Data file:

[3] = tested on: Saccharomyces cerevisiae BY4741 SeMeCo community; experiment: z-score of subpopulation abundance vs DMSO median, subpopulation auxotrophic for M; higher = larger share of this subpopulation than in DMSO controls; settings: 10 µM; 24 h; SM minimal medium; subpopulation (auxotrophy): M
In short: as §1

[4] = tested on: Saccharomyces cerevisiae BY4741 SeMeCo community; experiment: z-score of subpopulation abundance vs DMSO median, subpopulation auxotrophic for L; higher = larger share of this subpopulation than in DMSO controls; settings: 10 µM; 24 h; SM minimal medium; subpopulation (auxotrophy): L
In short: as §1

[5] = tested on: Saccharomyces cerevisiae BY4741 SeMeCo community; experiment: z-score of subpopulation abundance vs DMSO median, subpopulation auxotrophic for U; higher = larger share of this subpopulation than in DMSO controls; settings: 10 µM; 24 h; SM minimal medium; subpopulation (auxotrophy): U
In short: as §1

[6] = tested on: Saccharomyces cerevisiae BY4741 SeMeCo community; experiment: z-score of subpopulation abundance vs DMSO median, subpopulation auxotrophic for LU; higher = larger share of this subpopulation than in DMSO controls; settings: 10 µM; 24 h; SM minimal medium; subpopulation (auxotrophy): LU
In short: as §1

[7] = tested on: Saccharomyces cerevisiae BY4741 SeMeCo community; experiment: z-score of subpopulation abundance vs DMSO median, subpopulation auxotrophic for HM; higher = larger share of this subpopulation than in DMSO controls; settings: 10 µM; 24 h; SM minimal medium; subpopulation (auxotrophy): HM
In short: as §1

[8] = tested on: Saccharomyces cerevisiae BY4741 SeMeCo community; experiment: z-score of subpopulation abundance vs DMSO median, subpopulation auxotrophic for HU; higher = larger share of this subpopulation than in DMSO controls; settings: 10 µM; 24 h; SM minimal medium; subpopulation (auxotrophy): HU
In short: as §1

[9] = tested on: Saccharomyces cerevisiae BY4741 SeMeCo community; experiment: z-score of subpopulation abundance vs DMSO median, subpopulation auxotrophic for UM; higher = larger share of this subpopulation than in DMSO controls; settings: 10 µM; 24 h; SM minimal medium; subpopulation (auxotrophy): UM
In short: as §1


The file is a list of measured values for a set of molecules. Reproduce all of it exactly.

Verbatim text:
[3] = tested on: Saccharomyces cerevisiae BY4741 SeMeCo community; experiment: z-score of subpopulation abundance vs DMSO median, subpopulation auxotrophic for M; higher = larger share of this subpopulation than in DMSO controls; settings: 10 µM; 24 h; SM minimal medium; subpopulation (auxotrophy): M
In short: as §1

[4] = tested on: Saccharomyces cerevisiae BY4741 SeMeCo community; experiment: z-score of subpopulation abundance vs DMSO median, subpopulation auxotrophic for L; higher = larger share of this subpopulation than in DMSO controls; settings: 10 µM; 24 h; SM minimal medium; subpopulation (auxotrophy): L
In short: as §1

[5] = tested on: Saccharomyces cerevisiae BY4741 SeMeCo community; experiment: z-score of subpopulation abundance vs DMSO median, subpopulation auxotrophic for U; higher = larger share of this subpopulation than in DMSO controls; settings: 10 µM; 24 h; SM minimal medium; subpopulation (auxotrophy): U
In short: as §1

[6] = tested on: Saccharomyces cerevisiae BY4741 SeMeCo community; experiment: z-score of subpopulation abundance vs DMSO median, subpopulation auxotrophic for LU; higher = larger share of this subpopulation than in DMSO controls; settings: 10 µM; 24 h; SM minimal medium; subpopulation (auxotrophy): LU
In short: as §1

[7] = tested on: Saccharomyces cerevisiae BY4741 SeMeCo community; experiment: z-score of subpopulation abundance vs DMSO median, subpopulation auxotrophic for HM; higher = larger share of this subpopulation than in DMSO controls; settings: 10 µM; 24 h; SM minimal medium; subpopulation (auxotrophy): HM
In short: as §1

[8] = tested on: Saccharomyces cerevisiae BY4741 SeMeCo community; experiment: z-score of subpopulation abundance vs DMSO median, subpopulation auxotrophic for HU; higher = larger share of this subpopulation than in DMSO controls; settings: 10 µM; 24 h; SM minimal medium; subpopulation (auxotrophy): HU
In short: as §1

[9] = tested on: Saccharomyces cerevisiae BY4741 SeMeCo community; experiment: z-score of subpopulation abundance vs DMSO median, subpopulation auxotrophic for UM; higher = larger share of this subpopulation than in DMSO controls; settings: 10 µM; 24 h; SM minimal medium; subpopulation (auxotrophy): UM
In short: as §1